Western media reported in 1987 that Eastern European and Asian communist countries that were allies or Satellite state#Soviet satellite states of the Soviet Union, had received more development assistance from the United Nations than what the Soviet Union had contributed. This contradicted communist states' rhetorical support for the United Nation's establishment of a New International Economic Order, which would transfer wealth from the rich Northern Hemisphere to the poor Southern Hemisphere states. The Soviet Union announced in September 1987 that it would pay back a portion of its debt to the United Nations.[9]

The Soviet Union did not, however, win support in the United Nations for its foreign policy positions. The Soviet Union and Third World states often argued that imperialism caused and continued to maintain the disparities in the world distribution of wealth. They disagreed, however, on the proper level of Soviet aid to the Third World. Also, the Soviet Union encountered fierce opposition to its invasion and occupation of Afghanistan and the Vietnamese occupation of Cambodia and received little support (as evidenced by Third World abstentions) for its 1987 proposal on the creation of a "Comprehensive System of International Peace and Security."[1]

Participation in special agencies[edit]

After walking out of the United Nations in January 1950 known as the Chinese Boycott, the Soviet Union returned to various United Nations bodies in August 1950. The return brought with it a beginning of a new policy of active participation on international and regional organizations.[1] By the late 1980s the Soviet Union belonged to most of the special agencies of the United Nations. They did, however, resist joining various agricultural, food and humanitarian relief efforts.[9]

During the Mikhail Gorbachev era, the Soviet Union made repeated suggestions for increasing United Nations involvement in the settlement of superpower and regional problems and conflicts. Though these proposals were not implemented, they constituted new initiatives in Soviet foreign policy and represented a break with the nature of past Soviet foreign policy. This lessened world tensions.[9]

Dissolution and succession by Russia[edit]

In the wake of the collapse of the Soviet Union, 11 Soviet republics—all except the Baltic states and Georgia—signed the Alma-Ata Protocol on 21 December 1991, establishing the Commonwealth of Independent States and declaring that the Soviet Union had ceased to exist. The Protocol provided that the Russian Federation would assume Soviet Union's United Nation membership, including its permanent seat on the United Nations Security Council. The resignation of Soviet President Gorbachev on 25 December 1991 and the dissolution of the Soviet of the Republics the following day formalized the end of the Soviet Union.

On 24 December 1991, the Soviet Permanent Representative to the United Nations Yuli Vorontsov delivered to the Secretary-General of the United Nations a letter from the Russian President Boris Yeltsin. The letter stated that the Soviet Union had ceased to exist, and that Russia would continue the Soviet Union's membership in the United Nations and maintain the full responsibility for all the rights and obligations of the Soviet Union under the United Nations Charter. The letter was circulated among the United Nations membership without any objection,[10] and Russia formally took over the Soviet Union's seat in the United Nations General Assembly, in the Security Council and in other organs of the United Nations.[11] The letter also confirmed the credentials of Soviet representatives to represent Russia, and Soviet representatives to the various United Nations agencies continued serving as Russian representatives without presenting new credentials. Ambassador Vorontsov continued serving as the first Permanent Representative of the Russian Federation to the United Nations.[11]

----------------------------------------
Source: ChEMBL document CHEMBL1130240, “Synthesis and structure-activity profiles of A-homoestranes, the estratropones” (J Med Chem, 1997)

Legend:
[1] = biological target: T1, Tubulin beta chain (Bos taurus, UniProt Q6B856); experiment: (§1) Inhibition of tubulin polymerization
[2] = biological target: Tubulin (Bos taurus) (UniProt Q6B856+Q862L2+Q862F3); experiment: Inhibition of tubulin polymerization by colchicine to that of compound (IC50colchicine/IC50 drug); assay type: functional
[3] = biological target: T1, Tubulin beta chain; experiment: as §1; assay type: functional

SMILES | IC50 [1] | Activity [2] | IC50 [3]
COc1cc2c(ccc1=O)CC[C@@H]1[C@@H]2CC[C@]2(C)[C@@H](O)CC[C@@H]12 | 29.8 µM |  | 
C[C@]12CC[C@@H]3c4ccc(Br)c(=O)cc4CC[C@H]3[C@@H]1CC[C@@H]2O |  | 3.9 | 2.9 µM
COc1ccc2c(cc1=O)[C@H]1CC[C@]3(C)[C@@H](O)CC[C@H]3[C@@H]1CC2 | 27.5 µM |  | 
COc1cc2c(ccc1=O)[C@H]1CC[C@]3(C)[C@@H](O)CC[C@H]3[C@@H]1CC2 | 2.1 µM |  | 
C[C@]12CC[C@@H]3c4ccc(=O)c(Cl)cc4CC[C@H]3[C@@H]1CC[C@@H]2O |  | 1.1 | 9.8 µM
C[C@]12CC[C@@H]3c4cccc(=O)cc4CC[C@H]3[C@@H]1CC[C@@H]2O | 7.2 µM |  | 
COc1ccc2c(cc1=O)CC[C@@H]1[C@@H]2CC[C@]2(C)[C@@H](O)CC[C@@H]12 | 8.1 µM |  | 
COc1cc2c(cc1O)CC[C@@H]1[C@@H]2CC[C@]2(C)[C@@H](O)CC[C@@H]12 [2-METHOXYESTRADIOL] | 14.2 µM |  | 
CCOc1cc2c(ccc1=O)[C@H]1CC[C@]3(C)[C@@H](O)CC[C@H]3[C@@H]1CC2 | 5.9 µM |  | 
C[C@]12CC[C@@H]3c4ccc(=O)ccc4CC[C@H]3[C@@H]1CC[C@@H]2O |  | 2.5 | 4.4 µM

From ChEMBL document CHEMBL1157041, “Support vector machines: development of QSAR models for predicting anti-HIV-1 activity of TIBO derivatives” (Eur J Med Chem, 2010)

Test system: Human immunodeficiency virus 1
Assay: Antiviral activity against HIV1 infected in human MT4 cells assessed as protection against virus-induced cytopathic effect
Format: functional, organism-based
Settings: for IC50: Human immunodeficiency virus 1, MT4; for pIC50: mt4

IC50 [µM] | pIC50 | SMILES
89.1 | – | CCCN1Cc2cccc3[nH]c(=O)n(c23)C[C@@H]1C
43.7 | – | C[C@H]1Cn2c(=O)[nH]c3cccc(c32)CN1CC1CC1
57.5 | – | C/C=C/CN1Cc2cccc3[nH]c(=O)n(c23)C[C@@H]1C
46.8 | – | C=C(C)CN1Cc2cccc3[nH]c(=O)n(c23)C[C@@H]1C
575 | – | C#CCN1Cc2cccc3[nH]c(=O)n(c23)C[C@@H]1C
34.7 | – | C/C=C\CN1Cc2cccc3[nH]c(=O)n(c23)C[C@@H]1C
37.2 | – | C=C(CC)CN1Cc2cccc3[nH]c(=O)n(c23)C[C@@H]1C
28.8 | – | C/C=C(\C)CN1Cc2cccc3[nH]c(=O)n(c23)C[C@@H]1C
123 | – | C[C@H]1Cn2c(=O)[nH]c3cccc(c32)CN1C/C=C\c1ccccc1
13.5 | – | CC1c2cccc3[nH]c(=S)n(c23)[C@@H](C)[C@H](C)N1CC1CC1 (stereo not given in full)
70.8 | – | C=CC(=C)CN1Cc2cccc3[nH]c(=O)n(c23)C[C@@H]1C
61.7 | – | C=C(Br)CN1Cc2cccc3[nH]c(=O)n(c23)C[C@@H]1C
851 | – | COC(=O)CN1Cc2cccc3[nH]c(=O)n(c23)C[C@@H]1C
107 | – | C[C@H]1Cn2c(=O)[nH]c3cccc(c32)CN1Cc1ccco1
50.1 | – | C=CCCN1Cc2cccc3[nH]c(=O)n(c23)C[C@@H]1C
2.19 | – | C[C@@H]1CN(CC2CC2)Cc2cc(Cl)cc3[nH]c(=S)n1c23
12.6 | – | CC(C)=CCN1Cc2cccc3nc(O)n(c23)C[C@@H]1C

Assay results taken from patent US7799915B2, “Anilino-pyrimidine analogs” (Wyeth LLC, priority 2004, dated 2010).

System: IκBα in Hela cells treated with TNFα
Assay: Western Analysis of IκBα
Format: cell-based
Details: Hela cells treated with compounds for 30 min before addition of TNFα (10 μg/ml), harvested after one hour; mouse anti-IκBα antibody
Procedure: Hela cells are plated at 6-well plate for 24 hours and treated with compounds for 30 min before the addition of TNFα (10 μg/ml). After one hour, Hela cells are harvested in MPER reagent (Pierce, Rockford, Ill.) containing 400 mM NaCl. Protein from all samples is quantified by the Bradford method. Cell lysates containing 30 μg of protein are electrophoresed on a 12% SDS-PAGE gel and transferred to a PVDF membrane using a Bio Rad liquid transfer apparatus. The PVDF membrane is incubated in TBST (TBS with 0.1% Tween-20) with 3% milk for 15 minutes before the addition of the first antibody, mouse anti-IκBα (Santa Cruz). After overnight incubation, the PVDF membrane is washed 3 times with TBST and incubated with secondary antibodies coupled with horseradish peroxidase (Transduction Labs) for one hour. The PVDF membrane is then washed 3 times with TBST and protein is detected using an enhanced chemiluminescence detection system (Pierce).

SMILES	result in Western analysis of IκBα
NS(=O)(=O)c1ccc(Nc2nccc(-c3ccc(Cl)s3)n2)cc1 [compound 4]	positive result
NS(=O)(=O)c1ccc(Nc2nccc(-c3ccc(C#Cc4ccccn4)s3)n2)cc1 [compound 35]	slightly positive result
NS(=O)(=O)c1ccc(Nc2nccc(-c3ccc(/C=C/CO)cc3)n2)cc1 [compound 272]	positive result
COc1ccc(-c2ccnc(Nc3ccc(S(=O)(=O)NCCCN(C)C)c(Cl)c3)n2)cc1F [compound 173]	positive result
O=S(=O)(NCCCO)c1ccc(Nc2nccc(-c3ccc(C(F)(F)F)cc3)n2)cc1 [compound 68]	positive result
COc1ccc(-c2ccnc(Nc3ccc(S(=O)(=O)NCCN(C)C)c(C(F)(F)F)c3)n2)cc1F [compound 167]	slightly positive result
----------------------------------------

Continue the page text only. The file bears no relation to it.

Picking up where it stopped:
On 31 January 1992, Russian President Boris Yeltsin himself was in the Russian Federation’s seat in the Security Council during the 'summit meeting' of the Council attended by heads of state and government.[11]

See also[edit]


  1. ^ including the Karelo-Finnish SSR (1940–1956) and excluding the Russian SFSR.


  1. ^ a b c d e f Federal Research Division, Library of Congress (1994). "10: Foreign Policy". In Raymond E. Zickel (ed.). Soviet Union: a country study (2nd ed.). Washington, D.C.: The Division. pp. 445. ISBN 0160363802.
  2. ^ a b c Reynolds, David (2009). Summits : six meetings that shaped the twentieth century. New York: Basic Books. ISBN 978-0-7867-4458-9. OCLC 646810103.
  3. ^ Stoessinger, John G. (1977). The United Nations & the superpowers : China, Russia, & America (4. ed.). New York, NY: Random House. pp. 25. ISBN 0394312694.
  4. ^ Stalin: The Man and His Era. by Adam B. Ulam, p. 606-607
  5. ^ a b Stoessinger, John G. (1977). The United Nations & the superpowers : China, Russia, & America (4. ed.). New York, NY: Random House. ISBN 0394312694.
  6. ^ Souaré, Issaka K. (2006). Africa in the United Nations System, 1945-2005. London: Adonis & Abbey Publishers Ltd. p. 204. ISBN 1912234831.
  7. ^ a b Stoessinger, John G. (1965). "Two; The General Assembly; Problems of Membership and Representation of China". The United Nations and the Superpowers: China, Russia, and America (third ed.). New York: Random House.
  8. ^ "Soviets boycott United Nations Security Council". History. Retrieved 10 April 2013.
  9. ^ a b c Zickel, Federal Research Division, Library of Congress ; edited by Raymond E. (1991). "10 Foreign Policy". Soviet Union : a country study (2nd ed.). Washington, D.C.: The Division. pp. 446. ISBN 0160363802. {{cite book}}: |first= has generic name (help)
  10. ^ Johnson, Larry D. (1 March 2022). "United Nations Response Options to Russia's Aggression: Opportunities and Rabbit Holes". Just Security. Retrieved 8 April 2022.
  11. ^ a b c Blum, Yehuda Z. "Russia Takes Over the Soviet Union's Seat at the United Nations" (PDF). {{cite journal}}: Cite journal requires |journal= (help)